On a regular basis, police encounter dangerous situations. Sometimes they encounter exceptionally dangerous situations like Dallas. Police officers who were doing exactly what we as a society have asked them to do, were injured or killed for doing it. They were protecting civilians at a peaceful protest when they were shot.

While police have been given extensive training that highlights certain kinds of responses to dangerous situations, there are times when it doesn’t matter. There are times when there are “no-win” situations – when people die even when they do everything perfectly. When I see situations like Dallas, I have to acknowledge the very real danger police face and the important role they play in society. They are trained to work as a group and to protect the group. And they have internalized that training very well – that’s how civilians were saved during the Dallas shooting.

It’s understandable to want all their training to mean something – to work.

Many officers do good things – important things. And for my friends, when the overall system is called into question, it can feel like those good things are erased. It can feel like the good things officers do, and the risks they face, are ignored. My friends feel this to be true, and understandably, that is upsetting.

It’s also upsetting because acknowledging the nature of police violence means my friends have to acknowledge the systemic racism that still exists. This would question their identity, and rock their community’s structure. That is scary. It would mean change – stepping into the unknown and possibly losing their place in society. That is very scary on many levels, so I understand why they want to support the system. I understand why they want it to work and why they want to continue things as they have been.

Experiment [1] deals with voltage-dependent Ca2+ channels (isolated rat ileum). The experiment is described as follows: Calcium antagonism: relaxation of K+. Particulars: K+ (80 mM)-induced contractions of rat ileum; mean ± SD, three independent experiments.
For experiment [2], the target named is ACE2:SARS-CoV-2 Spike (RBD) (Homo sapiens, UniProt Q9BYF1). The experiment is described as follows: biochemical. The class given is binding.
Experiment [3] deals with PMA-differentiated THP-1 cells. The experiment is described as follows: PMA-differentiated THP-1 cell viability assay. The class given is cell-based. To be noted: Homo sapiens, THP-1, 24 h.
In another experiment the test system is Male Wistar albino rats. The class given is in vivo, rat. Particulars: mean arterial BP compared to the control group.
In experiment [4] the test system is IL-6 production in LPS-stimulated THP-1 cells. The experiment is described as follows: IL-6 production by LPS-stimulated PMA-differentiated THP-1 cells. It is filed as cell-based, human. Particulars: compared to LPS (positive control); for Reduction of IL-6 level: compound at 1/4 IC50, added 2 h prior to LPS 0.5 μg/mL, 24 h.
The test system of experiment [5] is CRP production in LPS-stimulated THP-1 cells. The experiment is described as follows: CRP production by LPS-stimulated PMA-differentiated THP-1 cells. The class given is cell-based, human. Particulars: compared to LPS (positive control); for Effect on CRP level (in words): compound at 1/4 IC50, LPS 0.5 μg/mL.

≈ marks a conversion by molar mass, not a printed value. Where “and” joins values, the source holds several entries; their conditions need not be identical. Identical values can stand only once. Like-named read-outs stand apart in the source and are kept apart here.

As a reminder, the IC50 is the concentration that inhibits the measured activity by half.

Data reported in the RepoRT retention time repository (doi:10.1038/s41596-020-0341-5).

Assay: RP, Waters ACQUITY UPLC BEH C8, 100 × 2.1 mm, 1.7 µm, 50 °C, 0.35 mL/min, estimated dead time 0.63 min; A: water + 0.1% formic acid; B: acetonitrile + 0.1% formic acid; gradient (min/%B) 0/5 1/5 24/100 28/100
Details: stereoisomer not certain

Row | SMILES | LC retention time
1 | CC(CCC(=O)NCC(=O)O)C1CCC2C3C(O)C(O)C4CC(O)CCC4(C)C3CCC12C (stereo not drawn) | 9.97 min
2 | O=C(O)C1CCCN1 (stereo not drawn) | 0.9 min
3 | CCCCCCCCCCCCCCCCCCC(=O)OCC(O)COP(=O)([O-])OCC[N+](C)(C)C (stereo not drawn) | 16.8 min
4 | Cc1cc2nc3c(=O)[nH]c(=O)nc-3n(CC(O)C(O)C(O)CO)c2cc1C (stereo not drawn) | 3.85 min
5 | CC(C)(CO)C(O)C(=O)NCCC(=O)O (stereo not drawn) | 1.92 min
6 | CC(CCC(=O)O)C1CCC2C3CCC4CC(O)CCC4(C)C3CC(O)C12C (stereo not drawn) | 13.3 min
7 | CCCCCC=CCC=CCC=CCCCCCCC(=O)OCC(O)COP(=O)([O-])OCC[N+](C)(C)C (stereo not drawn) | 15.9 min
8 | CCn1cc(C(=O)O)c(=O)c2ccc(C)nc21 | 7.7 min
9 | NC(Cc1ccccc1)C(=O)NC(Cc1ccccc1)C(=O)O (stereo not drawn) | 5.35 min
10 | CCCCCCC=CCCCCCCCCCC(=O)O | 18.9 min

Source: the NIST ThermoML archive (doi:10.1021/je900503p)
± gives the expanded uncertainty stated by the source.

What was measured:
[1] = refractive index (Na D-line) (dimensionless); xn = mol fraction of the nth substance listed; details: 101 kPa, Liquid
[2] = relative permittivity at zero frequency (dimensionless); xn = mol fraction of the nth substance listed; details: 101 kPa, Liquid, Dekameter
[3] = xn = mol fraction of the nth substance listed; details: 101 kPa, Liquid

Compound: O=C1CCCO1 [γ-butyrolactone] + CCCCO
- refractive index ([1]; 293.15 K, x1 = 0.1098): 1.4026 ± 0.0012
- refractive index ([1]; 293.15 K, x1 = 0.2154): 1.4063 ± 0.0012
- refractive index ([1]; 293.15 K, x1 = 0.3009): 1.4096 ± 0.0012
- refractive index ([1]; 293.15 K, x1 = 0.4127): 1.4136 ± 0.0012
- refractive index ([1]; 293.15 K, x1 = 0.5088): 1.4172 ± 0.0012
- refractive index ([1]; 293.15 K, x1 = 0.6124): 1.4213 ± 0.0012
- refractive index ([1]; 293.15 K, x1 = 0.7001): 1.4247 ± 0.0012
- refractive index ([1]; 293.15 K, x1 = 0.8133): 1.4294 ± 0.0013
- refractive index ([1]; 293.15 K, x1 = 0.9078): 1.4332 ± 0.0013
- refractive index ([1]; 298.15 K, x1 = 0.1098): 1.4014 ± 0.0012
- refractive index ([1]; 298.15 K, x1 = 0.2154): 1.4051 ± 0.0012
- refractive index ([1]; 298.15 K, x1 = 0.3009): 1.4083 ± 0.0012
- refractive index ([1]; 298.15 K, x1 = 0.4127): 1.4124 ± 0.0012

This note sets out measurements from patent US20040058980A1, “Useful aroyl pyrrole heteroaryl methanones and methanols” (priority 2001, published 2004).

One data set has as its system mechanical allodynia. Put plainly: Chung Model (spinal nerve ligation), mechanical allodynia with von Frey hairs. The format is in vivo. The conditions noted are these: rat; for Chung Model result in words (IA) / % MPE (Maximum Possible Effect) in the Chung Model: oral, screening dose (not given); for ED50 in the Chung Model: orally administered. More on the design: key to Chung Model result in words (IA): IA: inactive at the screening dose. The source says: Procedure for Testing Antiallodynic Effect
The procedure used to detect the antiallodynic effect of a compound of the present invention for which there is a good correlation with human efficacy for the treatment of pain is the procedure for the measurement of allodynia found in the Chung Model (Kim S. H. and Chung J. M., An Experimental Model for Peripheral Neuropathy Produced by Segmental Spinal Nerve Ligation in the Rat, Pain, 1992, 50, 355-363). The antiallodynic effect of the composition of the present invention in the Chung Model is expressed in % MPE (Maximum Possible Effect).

Practicing empathy helps you see across even the widest divisions.

When I Read Social Posts

I read my friends’ posts on both sides and I see them as reflecting their perspectives and place in society. I see it reflecting their beliefs. I see the way people shore up their identities and perceptions of themselves. I see the way people lay their hearts bare. I see how people try to get others to understand their perspectives, emphasizing points that haven’t been discussed within their group of friends.

I also see how others ignore the issue, for one reason or another – likely from fear of saying the wrong thing, or because it is too emotionally difficult to breach the subject, and frankly, life goes on.

In all cases, I send love. I send love because I want all to hear each other, to recognize the pain of one another and acknowledge the deep divisions that require action. I send love, hoping some apologize, and others forgive, knowing I cannot make either happen, that neither can be forced. I write words, because that is something I can do – something I know how to do. I make myself vulnerable, talking about that taboo topic of whiteness that many avoid discussing because it is within my power.

I don’t know how common this is. I’ve not any idea. I do know there are many (based on my compassion survey responses) who struggle to understand the perspective of others. And that’s why I included compassion to others in The Heart Unboxed course.

The Challenge

This week, I want you to reflect on why someone is posting the things they’re posting on social media. Imagine the perspective of the person behind the avatar. Imagine the life they’re living that led them to post certain words. You don’t need to agree with them. You don’t need to even like them. But when you understand their perspective, it’s a lot easier to respond to the post with love.

When you try this, let me know how it goes in the comments below. Better yet, open up another tab and pick your social feed of choice to do this and leave a comment right now!

If you struggle with it, consider enrolling in my course, The Heart Unboxed: How to Love the Unloveable, which is a deep dive into loving yourself and others that will transform your life through increasing your empathy and compassion.

Remember: I’m thinking of you. I’m sending you love in the form of a big psychic hug. You matter.

You, Empathy; Anytime, Anywhere